Printer Friendly

Transparencies of Eternity.

Transparencies of Eternity. By Rubem Alves. 'translated by Jovelino and Joan Ramos. Miami, Fla.: Convivium Press, 2010. ISBN: 978-1-9349-9619-5. 132 pages. Paper. $10.95.

Rubem Alves counts as one of the generative originators of Latin American liberation theology from the Protestant side. His foundational book, A Theology of Human Hope, furthered the exchange between Molttrxann's Theology of Hope and the Latin American context of poverty and oppression. The theme of hope continues to weave its way over the decades in his writings. But the Alves we encounter today is manifest more as poet and visionary than conventional--or even liberation--theologian. Indeed, Alves has been transformed into a kind of anti-theologian, critical of the enterprise of converting mystery into rational thought.

For centuries theologians, cerebral beings, had devoted themselves to transforming beauty into rational speech. Beauty was not enough for them. They wanted certainty, they wanted truth. However, artists, beings of the heart, know that the highest form of truth is beauty. Now, without any shame, I say: "I am a Christian, because I love the beauty that lives in this tradition. What about the ideas? They are the screech of static, in the background (119)."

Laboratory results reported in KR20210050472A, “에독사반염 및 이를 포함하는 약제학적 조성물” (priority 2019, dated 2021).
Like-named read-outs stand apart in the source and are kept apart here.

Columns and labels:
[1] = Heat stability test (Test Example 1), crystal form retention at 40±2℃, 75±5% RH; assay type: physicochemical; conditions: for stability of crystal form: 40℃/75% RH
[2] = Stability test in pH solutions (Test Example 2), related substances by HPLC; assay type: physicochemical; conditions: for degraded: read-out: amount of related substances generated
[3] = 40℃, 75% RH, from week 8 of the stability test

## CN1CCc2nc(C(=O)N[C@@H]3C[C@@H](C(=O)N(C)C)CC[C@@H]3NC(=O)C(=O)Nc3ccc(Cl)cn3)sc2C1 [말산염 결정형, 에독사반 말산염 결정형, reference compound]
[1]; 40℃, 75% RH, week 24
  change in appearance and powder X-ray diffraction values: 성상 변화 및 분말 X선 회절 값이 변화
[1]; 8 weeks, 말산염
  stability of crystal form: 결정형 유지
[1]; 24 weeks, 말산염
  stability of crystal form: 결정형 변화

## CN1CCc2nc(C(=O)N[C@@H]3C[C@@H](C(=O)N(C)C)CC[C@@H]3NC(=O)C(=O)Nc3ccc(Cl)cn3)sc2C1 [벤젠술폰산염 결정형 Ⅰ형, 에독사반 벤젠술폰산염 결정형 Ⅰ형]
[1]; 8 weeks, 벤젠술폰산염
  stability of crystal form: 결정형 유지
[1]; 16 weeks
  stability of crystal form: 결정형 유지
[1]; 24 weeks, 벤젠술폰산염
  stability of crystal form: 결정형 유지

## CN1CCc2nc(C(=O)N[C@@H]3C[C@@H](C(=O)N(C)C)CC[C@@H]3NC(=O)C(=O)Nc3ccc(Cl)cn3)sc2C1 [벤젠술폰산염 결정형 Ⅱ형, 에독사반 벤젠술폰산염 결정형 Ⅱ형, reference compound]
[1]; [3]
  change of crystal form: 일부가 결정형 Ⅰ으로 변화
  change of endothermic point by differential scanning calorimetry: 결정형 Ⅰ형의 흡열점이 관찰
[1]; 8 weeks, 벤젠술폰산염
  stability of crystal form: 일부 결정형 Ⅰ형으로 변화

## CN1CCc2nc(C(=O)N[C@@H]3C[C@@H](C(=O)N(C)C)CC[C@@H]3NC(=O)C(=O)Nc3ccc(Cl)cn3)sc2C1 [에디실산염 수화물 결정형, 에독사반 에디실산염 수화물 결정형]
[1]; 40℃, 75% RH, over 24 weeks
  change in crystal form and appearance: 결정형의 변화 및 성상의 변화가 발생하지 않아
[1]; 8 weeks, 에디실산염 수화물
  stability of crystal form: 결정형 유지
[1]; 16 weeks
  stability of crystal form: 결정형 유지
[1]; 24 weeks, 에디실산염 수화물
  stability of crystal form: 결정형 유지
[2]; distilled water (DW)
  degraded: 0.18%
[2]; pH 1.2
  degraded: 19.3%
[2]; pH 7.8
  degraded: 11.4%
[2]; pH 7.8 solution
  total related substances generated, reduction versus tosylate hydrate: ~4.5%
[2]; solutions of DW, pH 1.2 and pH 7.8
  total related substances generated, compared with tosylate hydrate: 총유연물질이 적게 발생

This book consists of seventeen reflections on various topics, including "Does God exist?" "Corpus Christi," and "Outside beauty there is no salvation."Each chapter is self-contained and could be used for meditative or devotional reading.

Alves introduces the reader to literature, songs, and poetry, stirring the imagination. His writing clearly invites the in-breaking of the transcendent into the space-time coordinates of this world, yet without any desire to categorize or capture. His project is more aesthetic than discursive. I find his writing and message both engaging and provocative. It prompts a reframing of the predictable in refreshing ways. I could imagine the book to .be of value in emerging church circles or congregations where there is attention to the interface of church and the arts. A lovely work!

COPYRIGHT 2013 Lutheran School of Theology and Mission
No portion of this article can be reproduced without the express written permission from the copyright holder.
Copyright 2013 Gale, Cengage Learning. All rights reserved.

Article Details
Printer friendly Cite/link Email Feedback
Author:Nessan, Craig L.
Publication:Currents in Theology and Mission
Article Type:Book review
Date:Feb 1, 2013
Previous Article:A Public Faith: How Followers of Christ Should Serve the Common Good.
Next Article:Encountering the Jewish Future.

Terms of use | Privacy policy | Copyright © 2019 Farlex, Inc. | Feedback | For webmasters